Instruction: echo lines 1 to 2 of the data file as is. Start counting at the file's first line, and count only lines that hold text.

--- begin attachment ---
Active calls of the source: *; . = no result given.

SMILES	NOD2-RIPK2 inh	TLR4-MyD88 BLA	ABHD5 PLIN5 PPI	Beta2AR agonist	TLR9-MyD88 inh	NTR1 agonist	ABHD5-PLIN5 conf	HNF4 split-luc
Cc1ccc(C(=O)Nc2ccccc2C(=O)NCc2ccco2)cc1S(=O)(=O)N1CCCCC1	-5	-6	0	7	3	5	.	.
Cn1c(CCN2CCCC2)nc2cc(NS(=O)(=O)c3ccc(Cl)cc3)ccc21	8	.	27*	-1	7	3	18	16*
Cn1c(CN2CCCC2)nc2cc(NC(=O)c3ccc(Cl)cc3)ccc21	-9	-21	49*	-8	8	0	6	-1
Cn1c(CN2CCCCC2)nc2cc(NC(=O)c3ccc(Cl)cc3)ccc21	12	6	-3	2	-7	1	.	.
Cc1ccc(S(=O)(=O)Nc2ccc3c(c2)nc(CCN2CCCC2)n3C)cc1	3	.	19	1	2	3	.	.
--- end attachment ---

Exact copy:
Active calls of the source: *; . = no result given.

SMILES	NOD2-RIPK2 inh	TLR4-MyD88 BLA	ABHD5 PLIN5 PPI	Beta2AR agonist	TLR9-MyD88 inh	NTR1 agonist	ABHD5-PLIN5 conf	HNF4 split-luc